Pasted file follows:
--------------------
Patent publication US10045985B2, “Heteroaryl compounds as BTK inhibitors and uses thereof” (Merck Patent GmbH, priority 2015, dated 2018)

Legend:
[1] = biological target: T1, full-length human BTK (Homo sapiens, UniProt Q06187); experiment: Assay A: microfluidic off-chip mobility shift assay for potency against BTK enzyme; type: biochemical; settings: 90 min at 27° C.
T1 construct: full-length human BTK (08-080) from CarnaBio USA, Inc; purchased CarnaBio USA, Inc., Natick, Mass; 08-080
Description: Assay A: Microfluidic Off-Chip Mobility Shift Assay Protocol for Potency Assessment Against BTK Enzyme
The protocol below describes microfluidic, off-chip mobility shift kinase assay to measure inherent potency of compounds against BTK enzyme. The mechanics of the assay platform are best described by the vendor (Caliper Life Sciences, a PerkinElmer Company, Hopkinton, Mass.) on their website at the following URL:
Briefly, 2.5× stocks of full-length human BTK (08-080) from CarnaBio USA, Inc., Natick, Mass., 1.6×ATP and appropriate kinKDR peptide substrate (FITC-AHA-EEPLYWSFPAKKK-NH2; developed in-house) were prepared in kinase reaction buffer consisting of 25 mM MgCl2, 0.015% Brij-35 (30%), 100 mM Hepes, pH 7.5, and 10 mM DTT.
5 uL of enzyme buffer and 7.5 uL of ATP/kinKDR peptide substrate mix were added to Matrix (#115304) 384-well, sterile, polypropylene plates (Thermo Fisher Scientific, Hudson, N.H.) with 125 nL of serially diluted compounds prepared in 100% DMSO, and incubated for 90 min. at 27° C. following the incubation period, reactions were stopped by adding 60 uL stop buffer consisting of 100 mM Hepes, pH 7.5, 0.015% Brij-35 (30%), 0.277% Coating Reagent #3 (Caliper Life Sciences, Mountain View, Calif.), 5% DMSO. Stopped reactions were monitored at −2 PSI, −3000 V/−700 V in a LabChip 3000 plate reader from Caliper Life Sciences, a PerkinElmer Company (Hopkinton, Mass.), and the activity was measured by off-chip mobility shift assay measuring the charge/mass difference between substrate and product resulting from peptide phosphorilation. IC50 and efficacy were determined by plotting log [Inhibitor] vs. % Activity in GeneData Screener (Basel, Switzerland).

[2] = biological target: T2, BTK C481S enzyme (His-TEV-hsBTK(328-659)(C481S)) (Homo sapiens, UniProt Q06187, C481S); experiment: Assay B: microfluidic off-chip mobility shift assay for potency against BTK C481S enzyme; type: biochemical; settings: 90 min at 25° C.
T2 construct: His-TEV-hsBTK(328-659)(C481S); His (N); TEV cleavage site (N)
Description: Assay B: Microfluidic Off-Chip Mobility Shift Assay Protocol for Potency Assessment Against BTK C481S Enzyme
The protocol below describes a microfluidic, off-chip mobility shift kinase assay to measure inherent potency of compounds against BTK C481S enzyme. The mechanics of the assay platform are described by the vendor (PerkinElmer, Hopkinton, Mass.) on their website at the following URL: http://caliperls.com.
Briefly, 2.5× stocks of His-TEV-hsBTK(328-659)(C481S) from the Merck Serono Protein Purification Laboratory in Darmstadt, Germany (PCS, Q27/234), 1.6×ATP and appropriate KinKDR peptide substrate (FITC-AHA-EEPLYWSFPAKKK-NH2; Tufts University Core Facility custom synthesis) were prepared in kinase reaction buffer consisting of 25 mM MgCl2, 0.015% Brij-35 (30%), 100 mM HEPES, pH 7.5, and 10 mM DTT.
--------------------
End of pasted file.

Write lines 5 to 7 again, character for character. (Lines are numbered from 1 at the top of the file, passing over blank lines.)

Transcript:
Description: Assay A: Microfluidic Off-Chip Mobility Shift Assay Protocol for Potency Assessment Against BTK Enzyme
The protocol below describes microfluidic, off-chip mobility shift kinase assay to measure inherent potency of compounds against BTK enzyme. The mechanics of the assay platform are best described by the vendor (Caliper Life Sciences, a PerkinElmer Company, Hopkinton, Mass.) on their website at the following URL:
Briefly, 2.5× stocks of full-length human BTK (08-080) from CarnaBio USA, Inc., Natick, Mass., 1.6×ATP and appropriate kinKDR peptide substrate (FITC-AHA-EEPLYWSFPAKKK-NH2; developed in-house) were prepared in kinase reaction buffer consisting of 25 mM MgCl2, 0.015% Brij-35 (30%), 100 mM Hepes, pH 7.5, and 10 mM DTT.